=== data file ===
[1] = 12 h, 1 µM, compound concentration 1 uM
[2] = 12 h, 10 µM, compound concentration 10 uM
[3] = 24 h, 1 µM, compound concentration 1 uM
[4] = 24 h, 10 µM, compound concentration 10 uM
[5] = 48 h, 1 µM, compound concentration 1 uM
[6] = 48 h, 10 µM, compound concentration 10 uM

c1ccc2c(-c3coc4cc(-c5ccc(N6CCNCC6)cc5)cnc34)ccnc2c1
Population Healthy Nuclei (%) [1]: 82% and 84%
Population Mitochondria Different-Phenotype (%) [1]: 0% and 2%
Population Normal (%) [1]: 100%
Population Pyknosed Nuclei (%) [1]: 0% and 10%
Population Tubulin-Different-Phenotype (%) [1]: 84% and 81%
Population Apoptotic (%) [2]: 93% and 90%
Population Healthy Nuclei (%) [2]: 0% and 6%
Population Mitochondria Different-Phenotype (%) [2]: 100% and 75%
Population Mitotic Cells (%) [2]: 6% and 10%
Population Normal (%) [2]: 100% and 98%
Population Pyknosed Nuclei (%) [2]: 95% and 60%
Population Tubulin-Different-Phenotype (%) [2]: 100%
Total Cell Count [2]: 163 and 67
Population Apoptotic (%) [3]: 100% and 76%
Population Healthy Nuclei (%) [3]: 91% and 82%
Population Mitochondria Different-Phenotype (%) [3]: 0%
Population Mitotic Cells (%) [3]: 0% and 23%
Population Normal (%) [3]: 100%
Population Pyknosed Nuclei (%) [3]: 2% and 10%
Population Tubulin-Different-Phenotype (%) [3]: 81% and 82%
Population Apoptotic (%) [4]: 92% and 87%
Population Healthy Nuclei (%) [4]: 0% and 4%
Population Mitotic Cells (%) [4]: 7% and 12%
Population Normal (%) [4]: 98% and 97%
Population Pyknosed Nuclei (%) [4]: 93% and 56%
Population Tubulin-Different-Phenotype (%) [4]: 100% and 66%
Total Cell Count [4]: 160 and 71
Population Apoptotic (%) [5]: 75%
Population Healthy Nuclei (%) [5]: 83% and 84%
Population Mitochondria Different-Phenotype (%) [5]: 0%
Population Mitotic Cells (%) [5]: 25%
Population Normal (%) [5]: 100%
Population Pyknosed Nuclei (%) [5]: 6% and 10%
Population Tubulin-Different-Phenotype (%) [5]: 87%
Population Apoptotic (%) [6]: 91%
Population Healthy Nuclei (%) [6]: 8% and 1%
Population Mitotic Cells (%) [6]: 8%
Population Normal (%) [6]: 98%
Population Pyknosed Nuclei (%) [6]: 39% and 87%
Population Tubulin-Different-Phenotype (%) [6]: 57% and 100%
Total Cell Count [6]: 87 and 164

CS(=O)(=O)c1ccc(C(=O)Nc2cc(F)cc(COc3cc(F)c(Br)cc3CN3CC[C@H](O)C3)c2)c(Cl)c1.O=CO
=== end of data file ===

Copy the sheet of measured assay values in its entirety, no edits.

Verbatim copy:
[1] = 12 h, 1 µM, compound concentration 1 uM
[2] = 12 h, 10 µM, compound concentration 10 uM
[3] = 24 h, 1 µM, compound concentration 1 uM
[4] = 24 h, 10 µM, compound concentration 10 uM
[5] = 48 h, 1 µM, compound concentration 1 uM
[6] = 48 h, 10 µM, compound concentration 10 uM

c1ccc2c(-c3coc4cc(-c5ccc(N6CCNCC6)cc5)cnc34)ccnc2c1
Population Healthy Nuclei (%) [1]: 82% and 84%
Population Mitochondria Different-Phenotype (%) [1]: 0% and 2%
Population Normal (%) [1]: 100%
Population Pyknosed Nuclei (%) [1]: 0% and 10%
Population Tubulin-Different-Phenotype (%) [1]: 84% and 81%
Population Apoptotic (%) [2]: 93% and 90%
Population Healthy Nuclei (%) [2]: 0% and 6%
Population Mitochondria Different-Phenotype (%) [2]: 100% and 75%
Population Mitotic Cells (%) [2]: 6% and 10%
Population Normal (%) [2]: 100% and 98%
Population Pyknosed Nuclei (%) [2]: 95% and 60%
Population Tubulin-Different-Phenotype (%) [2]: 100%
Total Cell Count [2]: 163 and 67
Population Apoptotic (%) [3]: 100% and 76%
Population Healthy Nuclei (%) [3]: 91% and 82%
Population Mitochondria Different-Phenotype (%) [3]: 0%
Population Mitotic Cells (%) [3]: 0% and 23%
Population Normal (%) [3]: 100%
Population Pyknosed Nuclei (%) [3]: 2% and 10%
Population Tubulin-Different-Phenotype (%) [3]: 81% and 82%
Population Apoptotic (%) [4]: 92% and 87%
Population Healthy Nuclei (%) [4]: 0% and 4%
Population Mitotic Cells (%) [4]: 7% and 12%
Population Normal (%) [4]: 98% and 97%
Population Pyknosed Nuclei (%) [4]: 93% and 56%
Population Tubulin-Different-Phenotype (%) [4]: 100% and 66%
Total Cell Count [4]: 160 and 71
Population Apoptotic (%) [5]: 75%
Population Healthy Nuclei (%) [5]: 83% and 84%
Population Mitochondria Different-Phenotype (%) [5]: 0%
Population Mitotic Cells (%) [5]: 25%
Population Normal (%) [5]: 100%
Population Pyknosed Nuclei (%) [5]: 6% and 10%
Population Tubulin-Different-Phenotype (%) [5]: 87%
Population Apoptotic (%) [6]: 91%
Population Healthy Nuclei (%) [6]: 8% and 1%
Population Mitotic Cells (%) [6]: 8%
Population Normal (%) [6]: 98%
Population Pyknosed Nuclei (%) [6]: 39% and 87%
Population Tubulin-Different-Phenotype (%) [6]: 57% and 100%
Total Cell Count [6]: 87 and 164

CS(=O)(=O)c1ccc(C(=O)Nc2cc(F)cc(COc3cc(F)c(Br)cc3CN3CC[C@H](O)C3)c2)c(Cl)c1.O=CO